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Crafting the Right Resume

/ On : 4:59 PM/ Thank you for visiting my small blog here. If you wanted to discuss or have the question around this article, please contact me e-mail at atm.flexter@yahoo.com.

Part 1 - Write a resume that generates results

There is no point in putting out a resume that is so weak that it is guaranteed to get little to no results. Why bother? Do you really want to find employment? These absurd rhetorical questions are meant to explain that writing your resume is serious business. If you want a position that is best-suited for you, then you have to get your way in through still the most legitimate way of doing so-get your excellent resume in before the right people. The longer Human Resources sits on your resume, the more likelihood you are not going to be invited for an interview. It's like jury deliberation. If they know you are not guilty, they will return a verdict quickly. If they have to spend too much time deliberating over your resume, you are probably not the most perfect match. You will end up in File 13 with a nice "we were able to find someone who better fits our company's needs at this time" letter. The Human Resources department has looked at thousands of resumes. They know their company's culture. They know if you'll be a good fit. So how do you set yourself up for having the best chance of getting noticed and an invitation to be interviewed? Following certain steps, including adding seemingly unimportant credentials, can produce amazing results.

Part 2 - Use clever phrasing that is unique, but not ridiculous.

One of the best ways to choose clever words and phrases is to get a hold of a marketing book. Marketing books have all the magical phrases that can be turned in to meaningful metaphors for who you are or that explain your talents. Are you "value-added" because your skills offer a prospective employer more than the next person? Are you experienced in an organization's "target market?" Have you moved from "good to great" by virtue of your accumulated experience? These catch phrases can serve as simple explanations of how you have advanced in your skill or talent. Move away from traditional wording, the mundane, or reeks-of-sameness type of resume.

Part 3 - Be succinct.

Only certain professions call for more than a two-page resume. You can always state that "additional information is available upon request." In a case such as that, make sure that additional information is, in fact, ready. If invited to an interview, you'll want to take it with you to the interview in a nice folder tucked in your brief case or satchel. Sometimes, only a one-page resume will suffice, but it better be good because that's likely your only shot. Positions that require a great deal of skill easily could run past two pages if training is required to be revealed in terms of currency in your field.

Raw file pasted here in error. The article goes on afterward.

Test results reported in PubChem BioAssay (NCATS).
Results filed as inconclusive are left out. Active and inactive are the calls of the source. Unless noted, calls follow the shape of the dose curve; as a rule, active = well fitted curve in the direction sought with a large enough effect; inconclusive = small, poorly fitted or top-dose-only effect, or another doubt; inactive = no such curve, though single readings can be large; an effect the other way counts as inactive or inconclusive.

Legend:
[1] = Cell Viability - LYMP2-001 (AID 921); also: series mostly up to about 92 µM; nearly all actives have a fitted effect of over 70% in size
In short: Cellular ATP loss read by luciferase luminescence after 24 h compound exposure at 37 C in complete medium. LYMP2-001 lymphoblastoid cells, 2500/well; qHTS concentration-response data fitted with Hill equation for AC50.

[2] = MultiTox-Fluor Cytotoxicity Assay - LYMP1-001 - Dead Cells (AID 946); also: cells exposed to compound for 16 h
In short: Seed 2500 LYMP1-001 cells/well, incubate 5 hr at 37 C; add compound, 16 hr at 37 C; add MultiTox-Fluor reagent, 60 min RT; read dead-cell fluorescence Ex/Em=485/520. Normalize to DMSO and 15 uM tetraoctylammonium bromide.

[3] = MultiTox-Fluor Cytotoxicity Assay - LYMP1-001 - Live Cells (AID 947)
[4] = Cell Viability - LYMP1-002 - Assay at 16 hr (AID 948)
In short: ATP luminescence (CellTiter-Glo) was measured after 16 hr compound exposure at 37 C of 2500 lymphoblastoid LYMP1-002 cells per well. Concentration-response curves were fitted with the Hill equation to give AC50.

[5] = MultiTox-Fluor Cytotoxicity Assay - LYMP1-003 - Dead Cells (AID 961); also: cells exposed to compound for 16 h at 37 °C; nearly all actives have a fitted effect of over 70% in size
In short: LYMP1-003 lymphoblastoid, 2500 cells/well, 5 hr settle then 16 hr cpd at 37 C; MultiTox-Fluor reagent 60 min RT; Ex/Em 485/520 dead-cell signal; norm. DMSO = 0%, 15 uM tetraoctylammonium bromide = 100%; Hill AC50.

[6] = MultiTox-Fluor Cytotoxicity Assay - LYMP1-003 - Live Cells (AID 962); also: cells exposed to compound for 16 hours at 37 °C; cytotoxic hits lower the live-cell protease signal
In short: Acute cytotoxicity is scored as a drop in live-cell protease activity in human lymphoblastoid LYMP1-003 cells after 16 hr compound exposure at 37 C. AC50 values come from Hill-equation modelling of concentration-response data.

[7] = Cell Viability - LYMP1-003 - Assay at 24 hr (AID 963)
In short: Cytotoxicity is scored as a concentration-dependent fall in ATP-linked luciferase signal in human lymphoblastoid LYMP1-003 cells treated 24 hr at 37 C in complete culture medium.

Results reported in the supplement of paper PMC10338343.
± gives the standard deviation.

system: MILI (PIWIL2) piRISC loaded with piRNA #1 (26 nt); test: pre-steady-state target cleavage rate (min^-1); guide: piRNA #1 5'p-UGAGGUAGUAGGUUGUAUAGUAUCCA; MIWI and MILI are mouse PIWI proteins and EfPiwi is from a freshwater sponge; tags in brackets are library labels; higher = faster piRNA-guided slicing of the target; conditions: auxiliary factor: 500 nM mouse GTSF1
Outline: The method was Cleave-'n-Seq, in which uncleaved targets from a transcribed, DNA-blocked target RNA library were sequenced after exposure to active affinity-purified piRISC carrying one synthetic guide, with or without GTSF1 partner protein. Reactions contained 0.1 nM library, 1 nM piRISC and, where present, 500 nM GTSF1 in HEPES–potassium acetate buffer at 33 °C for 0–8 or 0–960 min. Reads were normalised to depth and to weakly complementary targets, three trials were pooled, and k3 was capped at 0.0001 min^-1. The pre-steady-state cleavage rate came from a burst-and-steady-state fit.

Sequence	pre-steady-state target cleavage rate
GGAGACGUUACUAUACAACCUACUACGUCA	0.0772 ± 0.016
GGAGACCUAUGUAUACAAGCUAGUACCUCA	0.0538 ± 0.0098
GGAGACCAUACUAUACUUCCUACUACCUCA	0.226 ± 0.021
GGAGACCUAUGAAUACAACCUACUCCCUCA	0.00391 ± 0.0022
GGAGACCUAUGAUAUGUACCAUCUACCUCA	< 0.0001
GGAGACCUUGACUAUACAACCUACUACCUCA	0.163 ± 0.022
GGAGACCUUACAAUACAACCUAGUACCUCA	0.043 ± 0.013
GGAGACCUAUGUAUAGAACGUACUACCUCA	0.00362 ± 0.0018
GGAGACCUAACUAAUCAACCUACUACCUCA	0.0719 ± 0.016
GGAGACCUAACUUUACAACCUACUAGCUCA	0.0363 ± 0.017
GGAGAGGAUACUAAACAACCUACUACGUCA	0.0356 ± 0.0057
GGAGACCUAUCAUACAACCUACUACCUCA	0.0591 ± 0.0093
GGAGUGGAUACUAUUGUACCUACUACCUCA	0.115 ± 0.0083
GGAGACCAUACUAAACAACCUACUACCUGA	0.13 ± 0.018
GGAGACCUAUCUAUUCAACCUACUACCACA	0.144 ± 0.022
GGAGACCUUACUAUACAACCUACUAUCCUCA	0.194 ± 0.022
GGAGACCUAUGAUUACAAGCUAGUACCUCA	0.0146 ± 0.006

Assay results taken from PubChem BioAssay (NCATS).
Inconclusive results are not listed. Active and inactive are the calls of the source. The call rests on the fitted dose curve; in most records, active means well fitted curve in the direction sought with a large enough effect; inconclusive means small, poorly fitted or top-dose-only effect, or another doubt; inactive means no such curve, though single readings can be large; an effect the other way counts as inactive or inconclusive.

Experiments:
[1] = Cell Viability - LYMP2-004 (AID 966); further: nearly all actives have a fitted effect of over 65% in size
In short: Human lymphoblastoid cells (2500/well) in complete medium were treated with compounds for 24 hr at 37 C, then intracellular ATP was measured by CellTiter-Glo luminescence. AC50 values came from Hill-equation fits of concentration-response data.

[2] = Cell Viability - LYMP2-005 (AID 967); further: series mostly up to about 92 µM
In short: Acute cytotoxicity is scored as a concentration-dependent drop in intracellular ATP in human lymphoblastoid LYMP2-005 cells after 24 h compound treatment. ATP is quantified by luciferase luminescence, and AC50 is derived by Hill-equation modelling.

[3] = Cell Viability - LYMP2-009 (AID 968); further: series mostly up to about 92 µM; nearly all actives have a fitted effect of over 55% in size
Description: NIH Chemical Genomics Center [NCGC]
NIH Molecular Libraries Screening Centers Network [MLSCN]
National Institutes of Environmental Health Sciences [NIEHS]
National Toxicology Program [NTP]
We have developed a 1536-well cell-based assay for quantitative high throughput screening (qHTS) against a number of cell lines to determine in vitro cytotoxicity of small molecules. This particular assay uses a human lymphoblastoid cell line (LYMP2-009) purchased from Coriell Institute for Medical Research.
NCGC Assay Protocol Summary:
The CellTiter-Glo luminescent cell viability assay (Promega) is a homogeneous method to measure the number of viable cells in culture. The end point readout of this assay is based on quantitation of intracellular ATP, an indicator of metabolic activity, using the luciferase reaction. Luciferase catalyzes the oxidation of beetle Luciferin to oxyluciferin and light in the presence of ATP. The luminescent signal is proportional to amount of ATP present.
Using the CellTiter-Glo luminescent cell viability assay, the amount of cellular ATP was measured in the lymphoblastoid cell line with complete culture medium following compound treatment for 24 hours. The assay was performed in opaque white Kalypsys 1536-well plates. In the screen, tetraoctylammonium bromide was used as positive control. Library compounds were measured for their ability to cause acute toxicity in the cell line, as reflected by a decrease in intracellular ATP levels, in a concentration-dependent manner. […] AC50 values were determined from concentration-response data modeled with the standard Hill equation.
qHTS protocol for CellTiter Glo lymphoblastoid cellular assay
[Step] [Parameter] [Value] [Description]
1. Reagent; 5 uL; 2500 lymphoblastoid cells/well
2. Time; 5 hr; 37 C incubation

Part 4 - Find out if the prospective company requires a credit check.

If you know your credit isn't anything to brag about, don't bother applying to the company. They will turn you down. Some states don't allow this practice because it disproportionally hurts single women with children. The Equal Employment Opportunity Commission is checking into this practice to determine if it creates a disparate impact on protected groups. Check to see if you're in one of those states where credit checks aren't allowed. Then, determine if the position you are seeking has a requirement where you deal with money. If it doesn't, take a run at it anyway because you just might get lucky based on how strong your credentials are-exceptions can always be made, especially in the hiring process. If you're really having trouble with your credit, you might just have to move to a state that doesn't allow credit checks.

Part 5 - If you can't put together a resume, let someone else do it.

If you don't know how to put a resume together or don't really know how to write one, then hire someone. There are plenty of organizations who do this service or individuals that are wordsmiths and know exactly how to put down on paper what you have difficulty stating. Have them make it just generic enough so you can apply at various companies and for various positions. You'll get more bang for the buck this way and always have one ready when you spot an opportunity.

Dr. Rosalie Lopez is an attorney and president of The Savvy Latina, a consulting practice for Strategic Planning and Career Strategies for Individuals, Small Business, and Corporations. Learn to deal clearly, rationally, and creatively with a diverse workforce. Coaching in this area is designed to teach you the effectiveness of critical thinking and decision making that will enhance your career opportunities with the ability to identify and solve organizational issues. Focus is on career direction and strategies to achieve success in the national and global business worlds. For those starting out, a business plan can be designed specifically for your company. Need a mentor? For more information, visit http://thesavvylatina.com/.

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